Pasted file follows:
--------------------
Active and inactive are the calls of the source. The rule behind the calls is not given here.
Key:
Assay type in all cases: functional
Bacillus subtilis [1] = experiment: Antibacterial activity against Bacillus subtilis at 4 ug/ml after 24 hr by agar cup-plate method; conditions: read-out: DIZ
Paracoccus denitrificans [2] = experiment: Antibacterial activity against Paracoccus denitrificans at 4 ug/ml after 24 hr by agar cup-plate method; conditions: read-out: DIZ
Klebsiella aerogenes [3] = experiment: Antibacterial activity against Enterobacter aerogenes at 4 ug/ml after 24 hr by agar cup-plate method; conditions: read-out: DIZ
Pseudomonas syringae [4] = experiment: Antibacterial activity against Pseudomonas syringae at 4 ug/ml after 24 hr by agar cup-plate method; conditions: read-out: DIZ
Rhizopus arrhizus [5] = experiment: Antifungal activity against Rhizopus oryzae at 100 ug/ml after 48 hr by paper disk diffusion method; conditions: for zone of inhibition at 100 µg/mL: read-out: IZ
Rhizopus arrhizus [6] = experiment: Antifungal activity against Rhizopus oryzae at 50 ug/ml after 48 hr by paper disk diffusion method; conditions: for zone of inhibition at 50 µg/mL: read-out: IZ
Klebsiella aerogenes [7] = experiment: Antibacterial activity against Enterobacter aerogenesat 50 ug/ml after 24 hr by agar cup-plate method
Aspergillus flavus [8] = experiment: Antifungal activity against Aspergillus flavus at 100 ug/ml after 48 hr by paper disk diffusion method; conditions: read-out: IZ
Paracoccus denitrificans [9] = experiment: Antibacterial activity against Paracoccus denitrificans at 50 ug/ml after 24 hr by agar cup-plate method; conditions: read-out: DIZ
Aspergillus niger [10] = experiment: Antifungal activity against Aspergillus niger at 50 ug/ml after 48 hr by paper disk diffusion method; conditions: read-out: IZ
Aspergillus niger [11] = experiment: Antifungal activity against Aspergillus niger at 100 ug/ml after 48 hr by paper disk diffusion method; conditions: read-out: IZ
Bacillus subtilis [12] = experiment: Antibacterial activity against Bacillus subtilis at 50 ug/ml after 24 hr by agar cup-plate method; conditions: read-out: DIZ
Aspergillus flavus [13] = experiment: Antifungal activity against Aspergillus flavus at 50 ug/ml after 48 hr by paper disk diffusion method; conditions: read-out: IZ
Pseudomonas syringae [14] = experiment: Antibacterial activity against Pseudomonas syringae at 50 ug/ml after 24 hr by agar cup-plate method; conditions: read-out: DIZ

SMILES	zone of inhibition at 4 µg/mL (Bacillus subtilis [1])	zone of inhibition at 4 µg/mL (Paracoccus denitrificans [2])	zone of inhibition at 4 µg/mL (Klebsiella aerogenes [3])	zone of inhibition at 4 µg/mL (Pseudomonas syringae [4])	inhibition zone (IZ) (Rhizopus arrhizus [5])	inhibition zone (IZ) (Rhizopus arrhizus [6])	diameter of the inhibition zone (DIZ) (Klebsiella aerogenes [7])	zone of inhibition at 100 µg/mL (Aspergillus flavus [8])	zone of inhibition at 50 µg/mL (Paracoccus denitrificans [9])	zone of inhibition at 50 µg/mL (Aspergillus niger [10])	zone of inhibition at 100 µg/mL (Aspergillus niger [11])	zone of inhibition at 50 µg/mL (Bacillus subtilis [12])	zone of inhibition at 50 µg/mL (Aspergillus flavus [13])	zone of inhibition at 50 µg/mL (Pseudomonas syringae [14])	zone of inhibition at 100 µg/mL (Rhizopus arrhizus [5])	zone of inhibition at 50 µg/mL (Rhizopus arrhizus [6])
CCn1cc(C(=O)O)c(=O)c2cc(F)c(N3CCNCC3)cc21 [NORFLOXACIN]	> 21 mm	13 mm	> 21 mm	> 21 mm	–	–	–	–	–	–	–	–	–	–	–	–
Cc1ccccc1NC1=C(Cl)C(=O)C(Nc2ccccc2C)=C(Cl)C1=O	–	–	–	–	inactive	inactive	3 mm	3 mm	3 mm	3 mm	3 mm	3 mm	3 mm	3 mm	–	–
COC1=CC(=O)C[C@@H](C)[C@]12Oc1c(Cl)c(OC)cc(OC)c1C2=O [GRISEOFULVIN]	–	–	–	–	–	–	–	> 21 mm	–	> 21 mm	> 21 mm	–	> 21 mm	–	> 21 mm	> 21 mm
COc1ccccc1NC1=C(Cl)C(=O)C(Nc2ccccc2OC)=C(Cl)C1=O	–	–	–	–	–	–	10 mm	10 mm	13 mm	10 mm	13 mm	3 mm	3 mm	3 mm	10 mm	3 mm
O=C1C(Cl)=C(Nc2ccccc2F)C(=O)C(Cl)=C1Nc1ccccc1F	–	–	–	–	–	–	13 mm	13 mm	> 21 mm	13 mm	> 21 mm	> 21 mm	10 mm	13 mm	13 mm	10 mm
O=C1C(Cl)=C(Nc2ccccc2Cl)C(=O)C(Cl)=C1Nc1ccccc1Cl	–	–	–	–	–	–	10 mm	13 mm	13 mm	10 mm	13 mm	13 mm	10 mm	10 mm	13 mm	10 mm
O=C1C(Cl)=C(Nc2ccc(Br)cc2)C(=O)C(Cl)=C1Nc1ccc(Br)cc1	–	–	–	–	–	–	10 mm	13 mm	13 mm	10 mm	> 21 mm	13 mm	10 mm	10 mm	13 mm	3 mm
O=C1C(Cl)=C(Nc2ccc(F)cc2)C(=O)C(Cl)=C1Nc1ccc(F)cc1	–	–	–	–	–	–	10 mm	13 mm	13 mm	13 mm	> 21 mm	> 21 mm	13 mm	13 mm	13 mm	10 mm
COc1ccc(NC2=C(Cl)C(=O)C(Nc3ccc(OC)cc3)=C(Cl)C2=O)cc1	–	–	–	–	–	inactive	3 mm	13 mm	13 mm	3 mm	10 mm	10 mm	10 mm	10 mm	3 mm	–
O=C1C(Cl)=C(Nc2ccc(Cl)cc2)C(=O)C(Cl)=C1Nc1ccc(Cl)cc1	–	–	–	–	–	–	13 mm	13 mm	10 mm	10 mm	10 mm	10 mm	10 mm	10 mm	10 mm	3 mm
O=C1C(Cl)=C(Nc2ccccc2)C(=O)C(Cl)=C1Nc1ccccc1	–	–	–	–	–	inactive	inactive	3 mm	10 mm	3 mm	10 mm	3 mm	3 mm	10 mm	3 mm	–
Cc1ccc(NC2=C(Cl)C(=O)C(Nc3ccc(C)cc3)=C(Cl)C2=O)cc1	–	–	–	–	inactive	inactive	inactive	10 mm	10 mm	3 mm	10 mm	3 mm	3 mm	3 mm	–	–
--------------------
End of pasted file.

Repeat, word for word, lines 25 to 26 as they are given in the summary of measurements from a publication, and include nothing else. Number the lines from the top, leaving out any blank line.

O=C1C(Cl)=C(Nc2ccc(Br)cc2)C(=O)C(Cl)=C1Nc1ccc(Br)cc1	–	–	–	–	–	–	10 mm	13 mm	13 mm	10 mm	> 21 mm	13 mm	10 mm	10 mm	13 mm	3 mm
O=C1C(Cl)=C(Nc2ccc(F)cc2)C(=O)C(Cl)=C1Nc1ccc(F)cc1	–	–	–	–	–	–	10 mm	13 mm	13 mm	13 mm	> 21 mm	> 21 mm	13 mm	13 mm	13 mm	10 mm